Tech support scams start with a call or an alarming pop-up  message pretending to be from a well-known company,  telling you there is a problem with your computer security.  Their goal is to get your money, access to your computer,  or both. They may ask you to pay them to fix a problem you  don’t really have, or enroll your business in a nonexistent or useless computer maintenance program. They may even  access sensitive data like passwords, customer records, or  credit card information. 

 Social Engineering, Phishing, and  Ransomware 

Cyber scammers can trick employees into giving up  confidential or sensitive information, such as passwords or  bank information. It often starts with a phishing email, social  media contact, or a call that seems to come from a trusted  source, such as a supervisor or other senior employee, but  creates urgency or fear. Scammers tell employees to wire  money or provide access to sensitive company information.  Other emails may look like routine password update  requests or other automated messages but are actually  attempts to steal your information. Scammers also can  use malware to lock organizations’ files and hold them for  ransom.  

Business Promotion and Coaching Scams 

Some scammers sell bogus business coaching and  internet promotion services. Using fake testimonials,  videos, seminar presentations, and telemarketing calls, the  scammers falsely promise amazing results and exclusive  market research for people who pay their fees. They  also may lure you in with low initial costs, only to ask for  thousands of dollars later. In reality, the scammers leave  budding entrepreneurs without the help they sought and  with thousands of dollars of debt. 

Changing Online Reviews 

Some scammers claim they can replace negative reviews of  your product or service, or boost your scores on ratings sites.  However, posting fake reviews is illegal. FTC guidelines say  endorsements — including reviews — must reflect the honest  opinions and experiences of the endorser.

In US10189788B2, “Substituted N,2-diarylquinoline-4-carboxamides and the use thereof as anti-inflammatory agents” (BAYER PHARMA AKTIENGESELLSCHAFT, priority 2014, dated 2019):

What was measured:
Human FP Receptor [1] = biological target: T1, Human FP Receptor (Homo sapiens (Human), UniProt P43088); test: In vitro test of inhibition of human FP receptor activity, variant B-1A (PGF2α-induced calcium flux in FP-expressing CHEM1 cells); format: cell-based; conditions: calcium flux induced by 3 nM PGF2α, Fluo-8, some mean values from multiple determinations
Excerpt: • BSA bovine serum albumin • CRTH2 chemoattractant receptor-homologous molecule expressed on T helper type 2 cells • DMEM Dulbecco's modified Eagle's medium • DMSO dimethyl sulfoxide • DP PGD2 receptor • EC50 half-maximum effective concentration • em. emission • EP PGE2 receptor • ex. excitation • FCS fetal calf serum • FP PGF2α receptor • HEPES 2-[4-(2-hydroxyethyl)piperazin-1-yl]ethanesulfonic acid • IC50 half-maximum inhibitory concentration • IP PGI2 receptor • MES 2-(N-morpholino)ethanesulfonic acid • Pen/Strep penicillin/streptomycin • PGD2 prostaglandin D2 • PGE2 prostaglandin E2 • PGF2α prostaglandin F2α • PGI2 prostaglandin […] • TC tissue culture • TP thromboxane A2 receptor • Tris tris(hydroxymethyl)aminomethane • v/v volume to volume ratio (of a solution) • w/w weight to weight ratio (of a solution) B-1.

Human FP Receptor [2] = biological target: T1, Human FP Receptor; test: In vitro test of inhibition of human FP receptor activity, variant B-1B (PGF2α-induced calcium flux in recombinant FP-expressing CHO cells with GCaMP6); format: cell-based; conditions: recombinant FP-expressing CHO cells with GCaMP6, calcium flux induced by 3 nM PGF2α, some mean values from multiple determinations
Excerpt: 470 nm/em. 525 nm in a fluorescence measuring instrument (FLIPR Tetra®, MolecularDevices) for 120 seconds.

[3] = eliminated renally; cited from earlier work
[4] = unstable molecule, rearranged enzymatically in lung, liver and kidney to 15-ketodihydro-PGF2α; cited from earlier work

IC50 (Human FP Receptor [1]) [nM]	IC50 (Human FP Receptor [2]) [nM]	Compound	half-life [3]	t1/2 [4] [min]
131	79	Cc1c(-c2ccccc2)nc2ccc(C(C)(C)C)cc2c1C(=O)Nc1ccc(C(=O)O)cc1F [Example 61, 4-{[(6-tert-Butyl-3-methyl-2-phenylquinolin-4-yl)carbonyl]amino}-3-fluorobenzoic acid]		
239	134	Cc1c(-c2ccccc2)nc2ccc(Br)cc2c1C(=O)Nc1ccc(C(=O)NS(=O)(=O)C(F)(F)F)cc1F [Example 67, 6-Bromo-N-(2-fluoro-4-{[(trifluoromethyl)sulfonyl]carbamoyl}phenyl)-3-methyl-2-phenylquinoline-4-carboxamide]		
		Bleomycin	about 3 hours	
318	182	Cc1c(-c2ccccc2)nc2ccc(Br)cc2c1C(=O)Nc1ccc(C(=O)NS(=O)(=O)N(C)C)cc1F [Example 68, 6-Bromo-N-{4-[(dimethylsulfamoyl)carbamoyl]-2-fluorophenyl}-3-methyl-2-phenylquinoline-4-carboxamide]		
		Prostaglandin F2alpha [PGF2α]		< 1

Credit Card Processing and Equipment Leasing Scams 

Scammers know that small businesses are looking for ways  to reduce costs. Some deceptively promise lower rates  for processing credit card transactions, or better deals on  equipment leasing. These scammers resort to fine print,  half-truths, and flat-out lies to get a business owner’s  signature on a contract. Some unscrupulous sales agents  ask business owners to sign documents that still have key  terms left blank. Don’t do it. Others have been known to  change terms after the fact. If a sales person refuses to  give you copies of all documents right then and there — or  tries to put you off with a promise to send them later — that  could be a sign that you’re dealing with a scammer.  

Fake Check Scams 

Fake check scams happen when a scammer overpays with  a check and asks you to wire the extra money to a third  party. Scammers always have a good story to explain the  overpayment — they’re stuck out of the country, they need  you to cover taxes or fees, you’ll need to buy supplies, or  something else. By the time the bank discovers you’ve  deposited a bad check, the scammer already has the  money you sent them, and you’re stuck repaying the bank.  This can happen even after the funds are made available  in your account and the bank has told you the check has  “cleared.”

Learn More @ https://www.ftc.gov/business-guidance/small-businesses